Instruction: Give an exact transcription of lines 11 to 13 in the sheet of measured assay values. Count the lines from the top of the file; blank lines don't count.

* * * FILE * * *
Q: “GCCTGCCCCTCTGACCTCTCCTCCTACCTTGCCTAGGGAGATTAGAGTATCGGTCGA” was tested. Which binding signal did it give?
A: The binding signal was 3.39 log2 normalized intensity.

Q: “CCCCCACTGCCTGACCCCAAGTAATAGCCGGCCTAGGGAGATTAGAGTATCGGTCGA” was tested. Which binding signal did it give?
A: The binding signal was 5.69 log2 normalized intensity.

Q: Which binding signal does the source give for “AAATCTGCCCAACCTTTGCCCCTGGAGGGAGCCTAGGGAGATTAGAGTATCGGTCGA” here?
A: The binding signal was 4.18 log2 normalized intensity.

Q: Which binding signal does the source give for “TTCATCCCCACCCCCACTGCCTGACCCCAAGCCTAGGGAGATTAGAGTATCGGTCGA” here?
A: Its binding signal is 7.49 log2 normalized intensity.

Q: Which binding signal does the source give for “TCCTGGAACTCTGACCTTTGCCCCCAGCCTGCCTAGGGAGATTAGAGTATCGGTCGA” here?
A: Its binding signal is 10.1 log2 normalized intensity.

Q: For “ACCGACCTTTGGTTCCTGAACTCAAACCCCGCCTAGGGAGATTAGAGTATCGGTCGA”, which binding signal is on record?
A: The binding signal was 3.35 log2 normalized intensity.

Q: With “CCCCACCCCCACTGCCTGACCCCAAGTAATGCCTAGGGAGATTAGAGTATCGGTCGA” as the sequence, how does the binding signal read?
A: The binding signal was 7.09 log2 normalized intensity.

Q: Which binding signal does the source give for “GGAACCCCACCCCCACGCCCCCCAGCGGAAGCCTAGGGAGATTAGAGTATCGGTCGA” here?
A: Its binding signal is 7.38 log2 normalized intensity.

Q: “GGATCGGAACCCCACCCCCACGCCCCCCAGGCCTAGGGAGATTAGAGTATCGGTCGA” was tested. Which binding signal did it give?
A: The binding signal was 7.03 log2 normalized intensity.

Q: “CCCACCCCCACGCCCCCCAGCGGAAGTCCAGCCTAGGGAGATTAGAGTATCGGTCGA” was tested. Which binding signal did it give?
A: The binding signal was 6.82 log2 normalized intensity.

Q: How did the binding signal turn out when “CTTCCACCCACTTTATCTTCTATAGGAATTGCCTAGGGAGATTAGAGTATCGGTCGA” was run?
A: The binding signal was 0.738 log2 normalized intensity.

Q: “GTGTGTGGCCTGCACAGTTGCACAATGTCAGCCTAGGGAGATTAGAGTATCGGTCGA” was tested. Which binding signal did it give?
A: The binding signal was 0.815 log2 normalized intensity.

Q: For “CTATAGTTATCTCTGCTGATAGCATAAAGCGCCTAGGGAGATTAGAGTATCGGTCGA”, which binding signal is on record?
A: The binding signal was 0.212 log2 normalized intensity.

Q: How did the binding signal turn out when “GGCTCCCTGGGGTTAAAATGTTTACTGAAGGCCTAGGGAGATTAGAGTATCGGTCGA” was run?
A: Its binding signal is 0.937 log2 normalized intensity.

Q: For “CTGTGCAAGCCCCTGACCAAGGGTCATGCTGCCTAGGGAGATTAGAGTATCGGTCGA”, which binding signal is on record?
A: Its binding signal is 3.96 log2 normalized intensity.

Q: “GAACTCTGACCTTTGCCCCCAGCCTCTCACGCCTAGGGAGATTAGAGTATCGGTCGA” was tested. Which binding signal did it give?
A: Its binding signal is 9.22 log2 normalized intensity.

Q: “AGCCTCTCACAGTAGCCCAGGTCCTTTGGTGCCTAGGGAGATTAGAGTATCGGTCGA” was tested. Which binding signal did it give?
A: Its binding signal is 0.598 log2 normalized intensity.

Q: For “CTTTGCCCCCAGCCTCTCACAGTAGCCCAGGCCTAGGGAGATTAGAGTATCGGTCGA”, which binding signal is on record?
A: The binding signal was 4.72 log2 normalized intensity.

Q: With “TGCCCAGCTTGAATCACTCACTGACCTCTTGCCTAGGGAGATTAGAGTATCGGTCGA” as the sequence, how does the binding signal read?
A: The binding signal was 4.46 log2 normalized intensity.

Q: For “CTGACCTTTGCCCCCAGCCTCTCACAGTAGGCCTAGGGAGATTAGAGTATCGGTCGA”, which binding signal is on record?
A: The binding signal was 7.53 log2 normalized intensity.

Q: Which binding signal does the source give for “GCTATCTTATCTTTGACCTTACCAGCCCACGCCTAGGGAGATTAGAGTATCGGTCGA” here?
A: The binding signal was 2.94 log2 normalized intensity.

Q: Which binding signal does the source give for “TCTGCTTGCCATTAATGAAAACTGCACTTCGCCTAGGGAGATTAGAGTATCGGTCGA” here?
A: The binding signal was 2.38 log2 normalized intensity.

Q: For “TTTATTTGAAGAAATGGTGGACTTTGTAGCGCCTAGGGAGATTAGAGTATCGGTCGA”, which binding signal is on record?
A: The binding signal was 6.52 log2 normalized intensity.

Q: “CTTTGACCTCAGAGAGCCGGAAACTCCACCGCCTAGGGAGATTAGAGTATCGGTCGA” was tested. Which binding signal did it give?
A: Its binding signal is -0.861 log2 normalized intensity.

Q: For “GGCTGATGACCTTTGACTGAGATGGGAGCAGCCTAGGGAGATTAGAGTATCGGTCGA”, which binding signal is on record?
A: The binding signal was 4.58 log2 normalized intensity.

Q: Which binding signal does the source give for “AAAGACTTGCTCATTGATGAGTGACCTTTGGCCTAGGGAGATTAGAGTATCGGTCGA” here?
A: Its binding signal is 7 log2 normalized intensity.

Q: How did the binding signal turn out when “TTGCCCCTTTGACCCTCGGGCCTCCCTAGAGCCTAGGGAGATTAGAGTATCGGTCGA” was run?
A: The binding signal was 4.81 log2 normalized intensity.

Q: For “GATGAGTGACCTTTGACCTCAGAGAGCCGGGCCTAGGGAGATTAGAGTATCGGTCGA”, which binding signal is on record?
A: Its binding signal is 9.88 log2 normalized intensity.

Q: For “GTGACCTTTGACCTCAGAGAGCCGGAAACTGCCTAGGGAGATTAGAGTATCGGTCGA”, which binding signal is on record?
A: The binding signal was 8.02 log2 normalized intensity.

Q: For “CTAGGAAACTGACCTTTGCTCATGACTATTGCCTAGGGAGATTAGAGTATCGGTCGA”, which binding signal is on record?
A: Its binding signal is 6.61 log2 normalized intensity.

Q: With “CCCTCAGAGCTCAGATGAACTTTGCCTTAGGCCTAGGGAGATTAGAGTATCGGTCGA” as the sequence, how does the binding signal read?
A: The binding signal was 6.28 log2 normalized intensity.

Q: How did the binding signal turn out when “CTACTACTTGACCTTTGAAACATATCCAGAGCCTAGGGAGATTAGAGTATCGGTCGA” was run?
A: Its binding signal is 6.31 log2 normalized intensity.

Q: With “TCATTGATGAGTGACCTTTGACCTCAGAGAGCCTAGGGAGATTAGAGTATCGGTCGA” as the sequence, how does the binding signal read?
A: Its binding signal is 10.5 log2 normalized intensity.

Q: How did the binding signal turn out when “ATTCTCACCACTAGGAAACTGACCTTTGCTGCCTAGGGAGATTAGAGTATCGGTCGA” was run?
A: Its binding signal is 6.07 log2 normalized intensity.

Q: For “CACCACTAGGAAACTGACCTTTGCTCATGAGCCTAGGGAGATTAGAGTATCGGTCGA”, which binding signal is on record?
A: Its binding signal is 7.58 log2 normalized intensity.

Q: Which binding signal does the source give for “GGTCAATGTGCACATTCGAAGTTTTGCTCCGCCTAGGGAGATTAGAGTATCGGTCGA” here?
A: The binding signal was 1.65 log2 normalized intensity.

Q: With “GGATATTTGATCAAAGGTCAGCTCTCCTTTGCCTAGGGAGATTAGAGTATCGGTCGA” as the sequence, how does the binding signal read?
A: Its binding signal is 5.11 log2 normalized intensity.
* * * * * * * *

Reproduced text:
Q: For “ACCGACCTTTGGTTCCTGAACTCAAACCCCGCCTAGGGAGATTAGAGTATCGGTCGA”, which binding signal is on record?
A: The binding signal was 3.35 log2 normalized intensity.

Q: With “CCCCACCCCCACTGCCTGACCCCAAGTAATGCCTAGGGAGATTAGAGTATCGGTCGA” as the sequence, how does the binding signal read?